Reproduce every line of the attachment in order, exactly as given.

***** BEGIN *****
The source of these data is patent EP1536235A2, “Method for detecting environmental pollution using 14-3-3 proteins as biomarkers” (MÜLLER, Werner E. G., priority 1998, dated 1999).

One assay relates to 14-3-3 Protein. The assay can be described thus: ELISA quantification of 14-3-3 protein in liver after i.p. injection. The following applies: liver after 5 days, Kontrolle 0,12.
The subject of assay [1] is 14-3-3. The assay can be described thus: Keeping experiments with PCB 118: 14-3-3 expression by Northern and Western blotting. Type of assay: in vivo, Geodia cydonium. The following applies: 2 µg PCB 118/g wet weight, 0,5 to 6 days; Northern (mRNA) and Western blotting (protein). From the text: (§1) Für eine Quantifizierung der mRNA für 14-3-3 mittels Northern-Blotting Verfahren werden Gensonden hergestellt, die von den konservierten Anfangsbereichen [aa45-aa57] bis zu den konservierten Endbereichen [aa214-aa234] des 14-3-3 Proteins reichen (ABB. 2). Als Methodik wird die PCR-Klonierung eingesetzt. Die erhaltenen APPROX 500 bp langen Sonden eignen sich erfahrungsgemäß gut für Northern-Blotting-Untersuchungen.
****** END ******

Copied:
The source of these data is patent EP1536235A2, “Method for detecting environmental pollution using 14-3-3 proteins as biomarkers” (MÜLLER, Werner E. G., priority 1998, dated 1999).

One assay relates to 14-3-3 Protein. The assay can be described thus: ELISA quantification of 14-3-3 protein in liver after i.p. injection. The following applies: liver after 5 days, Kontrolle 0,12.
The subject of assay [1] is 14-3-3. The assay can be described thus: Keeping experiments with PCB 118: 14-3-3 expression by Northern and Western blotting. Type of assay: in vivo, Geodia cydonium. The following applies: 2 µg PCB 118/g wet weight, 0,5 to 6 days; Northern (mRNA) and Western blotting (protein). From the text: (§1) Für eine Quantifizierung der mRNA für 14-3-3 mittels Northern-Blotting Verfahren werden Gensonden hergestellt, die von den konservierten Anfangsbereichen [aa45-aa57] bis zu den konservierten Endbereichen [aa214-aa234] des 14-3-3 Proteins reichen (ABB. 2). Als Methodik wird die PCR-Klonierung eingesetzt. Die erhaltenen APPROX 500 bp langen Sonden eignen sich erfahrungsgemäß gut für Northern-Blotting-Untersuchungen.